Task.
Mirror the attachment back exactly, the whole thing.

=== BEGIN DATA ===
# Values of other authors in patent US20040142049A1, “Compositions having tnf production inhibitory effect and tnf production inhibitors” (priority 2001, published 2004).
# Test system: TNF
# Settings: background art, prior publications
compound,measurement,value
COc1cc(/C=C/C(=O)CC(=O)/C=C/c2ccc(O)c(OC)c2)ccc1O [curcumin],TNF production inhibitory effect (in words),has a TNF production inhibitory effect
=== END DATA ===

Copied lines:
# Values of other authors in patent US20040142049A1, “Compositions having tnf production inhibitory effect and tnf production inhibitors” (priority 2001, published 2004).
# Test system: TNF
# Settings: background art, prior publications
compound,measurement,value
COc1cc(/C=C/C(=O)CC(=O)/C=C/c2ccc(O)c(OC)c2)ccc1O [curcumin],TNF production inhibitory effect (in words),has a TNF production inhibitory effect